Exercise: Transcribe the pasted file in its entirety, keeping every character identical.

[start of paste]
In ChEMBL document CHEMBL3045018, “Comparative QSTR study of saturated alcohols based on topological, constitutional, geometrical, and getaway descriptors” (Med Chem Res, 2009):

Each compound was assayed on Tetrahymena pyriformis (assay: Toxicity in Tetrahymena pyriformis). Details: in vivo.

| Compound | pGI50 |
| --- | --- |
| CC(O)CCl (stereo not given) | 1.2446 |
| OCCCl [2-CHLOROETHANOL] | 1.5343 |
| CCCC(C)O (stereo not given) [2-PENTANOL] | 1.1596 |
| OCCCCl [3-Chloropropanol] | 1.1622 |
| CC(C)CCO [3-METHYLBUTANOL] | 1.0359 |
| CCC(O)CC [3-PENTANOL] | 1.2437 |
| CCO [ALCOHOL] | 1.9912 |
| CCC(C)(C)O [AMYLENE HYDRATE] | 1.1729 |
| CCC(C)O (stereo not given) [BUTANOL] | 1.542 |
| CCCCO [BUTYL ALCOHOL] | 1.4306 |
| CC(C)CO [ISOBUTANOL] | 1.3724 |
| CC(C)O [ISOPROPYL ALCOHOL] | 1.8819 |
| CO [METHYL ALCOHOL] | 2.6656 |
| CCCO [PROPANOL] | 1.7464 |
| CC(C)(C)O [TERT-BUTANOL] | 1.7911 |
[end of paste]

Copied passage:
In ChEMBL document CHEMBL3045018, “Comparative QSTR study of saturated alcohols based on topological, constitutional, geometrical, and getaway descriptors” (Med Chem Res, 2009):

Each compound was assayed on Tetrahymena pyriformis (assay: Toxicity in Tetrahymena pyriformis). Details: in vivo.

| Compound | pGI50 |
| --- | --- |
| CC(O)CCl (stereo not given) | 1.2446 |
| OCCCl [2-CHLOROETHANOL] | 1.5343 |
| CCCC(C)O (stereo not given) [2-PENTANOL] | 1.1596 |
| OCCCCl [3-Chloropropanol] | 1.1622 |
| CC(C)CCO [3-METHYLBUTANOL] | 1.0359 |
| CCC(O)CC [3-PENTANOL] | 1.2437 |
| CCO [ALCOHOL] | 1.9912 |
| CCC(C)(C)O [AMYLENE HYDRATE] | 1.1729 |
| CCC(C)O (stereo not given) [BUTANOL] | 1.542 |
| CCCCO [BUTYL ALCOHOL] | 1.4306 |
| CC(C)CO [ISOBUTANOL] | 1.3724 |
| CC(C)O [ISOPROPYL ALCOHOL] | 1.8819 |
| CO [METHYL ALCOHOL] | 2.6656 |
| CCCO [PROPANOL] | 1.7464 |
| CC(C)(C)O [TERT-BUTANOL] | 1.7911 |